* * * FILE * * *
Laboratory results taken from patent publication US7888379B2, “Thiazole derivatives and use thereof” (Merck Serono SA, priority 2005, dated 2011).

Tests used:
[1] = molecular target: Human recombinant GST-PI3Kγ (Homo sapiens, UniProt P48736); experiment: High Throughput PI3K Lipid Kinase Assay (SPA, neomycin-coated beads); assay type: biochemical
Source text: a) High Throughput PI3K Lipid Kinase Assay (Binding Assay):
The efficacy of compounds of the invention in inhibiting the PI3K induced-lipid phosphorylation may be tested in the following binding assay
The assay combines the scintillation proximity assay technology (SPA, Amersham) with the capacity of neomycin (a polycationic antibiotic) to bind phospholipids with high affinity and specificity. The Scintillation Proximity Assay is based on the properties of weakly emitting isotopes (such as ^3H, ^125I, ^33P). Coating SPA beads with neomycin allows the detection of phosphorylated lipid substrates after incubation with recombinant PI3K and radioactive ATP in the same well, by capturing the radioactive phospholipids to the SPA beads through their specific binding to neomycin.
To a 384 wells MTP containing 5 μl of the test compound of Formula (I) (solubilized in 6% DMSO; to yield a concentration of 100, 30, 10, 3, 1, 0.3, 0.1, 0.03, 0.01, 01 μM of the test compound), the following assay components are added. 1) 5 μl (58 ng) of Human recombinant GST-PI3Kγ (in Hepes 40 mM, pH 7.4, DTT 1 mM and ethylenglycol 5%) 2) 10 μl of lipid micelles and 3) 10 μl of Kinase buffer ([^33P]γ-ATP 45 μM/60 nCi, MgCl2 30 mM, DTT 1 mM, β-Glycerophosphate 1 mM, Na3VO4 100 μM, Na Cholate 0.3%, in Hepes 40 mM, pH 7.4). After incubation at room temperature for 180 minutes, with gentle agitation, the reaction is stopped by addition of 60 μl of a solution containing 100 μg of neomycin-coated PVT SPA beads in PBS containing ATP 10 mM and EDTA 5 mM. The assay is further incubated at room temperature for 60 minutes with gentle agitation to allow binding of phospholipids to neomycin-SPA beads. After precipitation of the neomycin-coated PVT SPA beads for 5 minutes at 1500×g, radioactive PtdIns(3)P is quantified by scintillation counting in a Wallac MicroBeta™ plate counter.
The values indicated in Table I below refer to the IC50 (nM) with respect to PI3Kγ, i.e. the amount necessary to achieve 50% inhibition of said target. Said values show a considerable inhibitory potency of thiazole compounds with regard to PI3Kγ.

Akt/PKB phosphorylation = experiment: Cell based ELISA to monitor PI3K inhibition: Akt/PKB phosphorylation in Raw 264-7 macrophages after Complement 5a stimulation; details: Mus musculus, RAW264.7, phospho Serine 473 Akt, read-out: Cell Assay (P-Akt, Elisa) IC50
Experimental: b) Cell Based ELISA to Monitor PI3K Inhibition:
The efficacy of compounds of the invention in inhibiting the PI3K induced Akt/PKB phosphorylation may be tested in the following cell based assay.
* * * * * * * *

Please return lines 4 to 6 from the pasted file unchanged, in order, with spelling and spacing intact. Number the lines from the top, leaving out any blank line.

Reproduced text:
Source text: a) High Throughput PI3K Lipid Kinase Assay (Binding Assay):
The efficacy of compounds of the invention in inhibiting the PI3K induced-lipid phosphorylation may be tested in the following binding assay
The assay combines the scintillation proximity assay technology (SPA, Amersham) with the capacity of neomycin (a polycationic antibiotic) to bind phospholipids with high affinity and specificity. The Scintillation Proximity Assay is based on the properties of weakly emitting isotopes (such as ^3H, ^125I, ^33P). Coating SPA beads with neomycin allows the detection of phosphorylated lipid substrates after incubation with recombinant PI3K and radioactive ATP in the same well, by capturing the radioactive phospholipids to the SPA beads through their specific binding to neomycin.